# Why does this amplitude not factorise into subamplitudes?

Consider the process $$Xq\rightarrow Yq$$ at tree level via exchange of a photon. It is depicted in the following Feynman diagram. In various literature it is said that for a nearly on-shell photon this amplitude factorises into the product of two amplitudes of the subprocesses $$X\gamma\rightarrow Y$$, $$q\rightarrow q\gamma$$ and the denominator squared of the photon propagator. But there is one subtlety that I do not understand about this. The tensorial structure admits to writing the matrix element as the product $$M_\mu\Delta^{\mu\nu}N_\nu=M_\mu(-g^{\mu\nu})N_\nu\frac{i}{k^2}$$. The polarisation sum of massless vector bosons is $$\sum_i\epsilon^\mu_i\epsilon^{\nu\ast}_i=-g^{\mu\nu}+\epsilon^\mu_+\epsilon^{\nu\ast}_-+\epsilon^\mu_-\epsilon^{\nu\ast}_+$$, which allows us to substitute the metric for this sum. If the photon is nearly on-shell, the terms with $$\epsilon_\pm$$ nearly vanish, leading to the expression $$\sum_iM_\mu\epsilon^\mu_i\epsilon^{\nu\ast}_iN_\nu\frac{i}{k^2}$$. Now this almost looks like the product of two distinct matrix elements, except there is the sum over $$i$$, which couples both factors. If we calculate the amplitude and define $$M_{\mu\nu}:=M^\dagger_\mu M_\nu$$, $$N_{\alpha\beta}:=N^\dagger_\alpha N_\beta$$, we find that $$|M|^2_{Xq\rightarrow Yq}=\frac{1}{k^4}\sum_{i,j}M_{\mu\nu}\epsilon^{\mu\ast}_i\epsilon^\nu_j\times N_{\alpha\beta}\epsilon^\alpha_i\epsilon^{\beta\ast}_j.$$ But this is not necessarily equal to the product $$\frac{1}{k^4}|M|^2_{X\gamma\rightarrow Y}\times|M|^2_{q\rightarrow q\gamma}=\frac{1}{k^4}\sum_iM_{\mu\nu}\epsilon^{\mu\ast}_i\epsilon^\nu_i\times\sum_jN_{\alpha\beta}\epsilon^\alpha_j\epsilon^{\beta\ast}_j$$ that you find in literature (e.g. Peskin & Schroeder pp.578).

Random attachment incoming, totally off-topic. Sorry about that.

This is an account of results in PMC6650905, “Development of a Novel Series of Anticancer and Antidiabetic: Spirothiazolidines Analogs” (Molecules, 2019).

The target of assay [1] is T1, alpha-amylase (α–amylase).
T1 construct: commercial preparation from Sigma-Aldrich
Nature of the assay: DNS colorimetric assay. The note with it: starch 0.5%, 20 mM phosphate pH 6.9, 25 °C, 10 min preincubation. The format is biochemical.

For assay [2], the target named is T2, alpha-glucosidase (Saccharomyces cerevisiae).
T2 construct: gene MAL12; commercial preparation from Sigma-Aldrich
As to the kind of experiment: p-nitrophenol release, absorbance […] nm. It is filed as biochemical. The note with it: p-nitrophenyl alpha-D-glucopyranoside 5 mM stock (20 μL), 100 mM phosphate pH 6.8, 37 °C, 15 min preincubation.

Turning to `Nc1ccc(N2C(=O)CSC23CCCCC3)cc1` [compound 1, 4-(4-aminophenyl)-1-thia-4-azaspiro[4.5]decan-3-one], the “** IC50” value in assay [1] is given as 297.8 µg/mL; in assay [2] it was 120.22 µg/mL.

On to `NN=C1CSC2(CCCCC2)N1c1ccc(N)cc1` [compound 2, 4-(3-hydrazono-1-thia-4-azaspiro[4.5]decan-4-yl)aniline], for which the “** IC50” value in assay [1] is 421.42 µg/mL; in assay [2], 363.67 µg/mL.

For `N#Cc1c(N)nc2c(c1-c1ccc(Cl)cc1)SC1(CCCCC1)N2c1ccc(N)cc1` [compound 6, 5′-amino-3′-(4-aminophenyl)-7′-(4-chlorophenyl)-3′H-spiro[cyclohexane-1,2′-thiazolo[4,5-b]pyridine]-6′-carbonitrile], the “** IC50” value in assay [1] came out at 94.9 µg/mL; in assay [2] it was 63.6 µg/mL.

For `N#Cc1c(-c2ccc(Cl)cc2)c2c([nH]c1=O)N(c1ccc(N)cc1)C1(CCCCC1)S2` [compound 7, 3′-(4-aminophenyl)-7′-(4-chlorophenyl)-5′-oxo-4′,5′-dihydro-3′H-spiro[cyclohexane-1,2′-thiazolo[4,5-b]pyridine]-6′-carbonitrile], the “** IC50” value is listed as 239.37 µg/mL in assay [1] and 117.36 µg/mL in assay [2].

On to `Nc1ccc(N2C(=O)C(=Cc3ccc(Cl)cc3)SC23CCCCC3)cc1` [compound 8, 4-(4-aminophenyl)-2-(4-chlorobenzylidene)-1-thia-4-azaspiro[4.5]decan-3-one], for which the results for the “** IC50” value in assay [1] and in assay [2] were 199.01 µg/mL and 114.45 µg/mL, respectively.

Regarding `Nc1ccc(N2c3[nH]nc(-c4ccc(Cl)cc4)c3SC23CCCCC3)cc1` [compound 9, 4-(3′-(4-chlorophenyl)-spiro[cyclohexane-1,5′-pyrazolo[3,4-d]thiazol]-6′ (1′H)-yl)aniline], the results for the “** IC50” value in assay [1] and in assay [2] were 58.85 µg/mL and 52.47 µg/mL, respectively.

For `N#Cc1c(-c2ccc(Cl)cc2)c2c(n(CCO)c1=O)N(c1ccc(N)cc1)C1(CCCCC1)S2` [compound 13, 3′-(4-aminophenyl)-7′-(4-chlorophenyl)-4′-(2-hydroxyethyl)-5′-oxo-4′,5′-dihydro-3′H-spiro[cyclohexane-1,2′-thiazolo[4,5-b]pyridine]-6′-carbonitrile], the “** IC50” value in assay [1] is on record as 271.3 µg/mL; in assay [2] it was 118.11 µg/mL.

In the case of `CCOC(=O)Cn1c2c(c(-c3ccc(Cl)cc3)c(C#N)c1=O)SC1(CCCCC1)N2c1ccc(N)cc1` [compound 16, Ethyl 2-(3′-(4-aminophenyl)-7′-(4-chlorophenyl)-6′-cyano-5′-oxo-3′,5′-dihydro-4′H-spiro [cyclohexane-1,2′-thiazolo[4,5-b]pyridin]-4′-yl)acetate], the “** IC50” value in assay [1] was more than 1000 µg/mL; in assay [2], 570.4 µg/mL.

I suppose there must be a profound error in my thinking somewhere but I just cannot see where. I hope somebody can explain.

$$\lim_{P^2\rightarrow0} M(1,\cdots,n) = \sum_{ i\in \text{helicities}} M(1,\cdots,k,P^i)\frac{i}{P^2} M(P^{-i}, k+1,\cdots,n)\,,$$